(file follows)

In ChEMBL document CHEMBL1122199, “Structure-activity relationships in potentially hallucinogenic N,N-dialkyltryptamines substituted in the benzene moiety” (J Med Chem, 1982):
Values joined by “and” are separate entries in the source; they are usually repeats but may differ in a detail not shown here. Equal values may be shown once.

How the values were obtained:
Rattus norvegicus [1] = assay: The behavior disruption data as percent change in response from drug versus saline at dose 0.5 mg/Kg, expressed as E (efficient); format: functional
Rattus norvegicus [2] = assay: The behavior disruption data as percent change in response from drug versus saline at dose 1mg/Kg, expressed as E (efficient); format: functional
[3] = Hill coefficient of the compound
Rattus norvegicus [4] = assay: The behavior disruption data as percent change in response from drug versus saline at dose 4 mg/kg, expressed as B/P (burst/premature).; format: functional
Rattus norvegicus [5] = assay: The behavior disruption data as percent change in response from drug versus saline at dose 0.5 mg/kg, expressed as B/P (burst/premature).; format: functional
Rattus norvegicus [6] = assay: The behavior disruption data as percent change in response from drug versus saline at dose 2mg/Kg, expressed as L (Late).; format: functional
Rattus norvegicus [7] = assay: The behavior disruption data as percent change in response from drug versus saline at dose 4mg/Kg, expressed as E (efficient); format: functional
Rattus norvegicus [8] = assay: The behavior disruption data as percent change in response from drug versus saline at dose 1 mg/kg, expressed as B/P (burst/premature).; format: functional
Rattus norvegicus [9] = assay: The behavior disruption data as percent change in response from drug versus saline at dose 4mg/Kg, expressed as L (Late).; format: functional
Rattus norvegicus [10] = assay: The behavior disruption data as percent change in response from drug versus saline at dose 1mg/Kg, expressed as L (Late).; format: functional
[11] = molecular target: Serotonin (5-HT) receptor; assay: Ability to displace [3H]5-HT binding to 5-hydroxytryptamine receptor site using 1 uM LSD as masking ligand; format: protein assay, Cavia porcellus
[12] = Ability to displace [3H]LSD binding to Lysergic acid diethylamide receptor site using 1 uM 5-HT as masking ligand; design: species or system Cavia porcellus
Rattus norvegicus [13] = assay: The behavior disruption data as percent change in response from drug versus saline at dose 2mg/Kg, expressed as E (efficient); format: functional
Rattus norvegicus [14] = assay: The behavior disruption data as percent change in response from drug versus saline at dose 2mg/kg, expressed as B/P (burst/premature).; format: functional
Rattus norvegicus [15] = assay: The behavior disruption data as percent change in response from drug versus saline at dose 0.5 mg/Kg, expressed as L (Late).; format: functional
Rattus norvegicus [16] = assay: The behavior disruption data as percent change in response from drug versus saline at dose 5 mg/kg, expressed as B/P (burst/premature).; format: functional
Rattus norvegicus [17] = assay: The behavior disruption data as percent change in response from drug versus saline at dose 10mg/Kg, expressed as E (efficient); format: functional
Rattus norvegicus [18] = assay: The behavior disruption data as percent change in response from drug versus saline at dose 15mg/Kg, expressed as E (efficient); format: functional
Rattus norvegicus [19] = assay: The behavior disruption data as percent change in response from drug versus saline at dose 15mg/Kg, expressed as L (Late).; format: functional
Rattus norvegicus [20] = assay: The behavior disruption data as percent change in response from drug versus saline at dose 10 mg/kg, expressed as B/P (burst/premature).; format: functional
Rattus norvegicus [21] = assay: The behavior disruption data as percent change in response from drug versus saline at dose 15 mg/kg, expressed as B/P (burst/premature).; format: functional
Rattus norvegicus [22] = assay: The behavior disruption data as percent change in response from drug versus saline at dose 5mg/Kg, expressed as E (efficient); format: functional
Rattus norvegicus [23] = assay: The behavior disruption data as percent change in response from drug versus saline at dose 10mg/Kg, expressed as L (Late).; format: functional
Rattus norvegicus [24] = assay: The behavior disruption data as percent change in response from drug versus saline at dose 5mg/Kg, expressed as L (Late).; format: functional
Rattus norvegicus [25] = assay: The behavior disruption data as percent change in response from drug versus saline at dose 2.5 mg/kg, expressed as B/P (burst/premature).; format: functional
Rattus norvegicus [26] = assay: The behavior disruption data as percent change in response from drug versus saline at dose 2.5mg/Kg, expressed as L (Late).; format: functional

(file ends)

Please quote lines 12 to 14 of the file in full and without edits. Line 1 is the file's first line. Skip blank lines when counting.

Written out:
Rattus norvegicus [9] = assay: The behavior disruption data as percent change in response from drug versus saline at dose 4mg/Kg, expressed as L (Late).; format: functional
Rattus norvegicus [10] = assay: The behavior disruption data as percent change in response from drug versus saline at dose 1mg/Kg, expressed as L (Late).; format: functional
[11] = molecular target: Serotonin (5-HT) receptor; assay: Ability to displace [3H]5-HT binding to 5-hydroxytryptamine receptor site using 1 uM LSD as masking ligand; format: protein assay, Cavia porcellus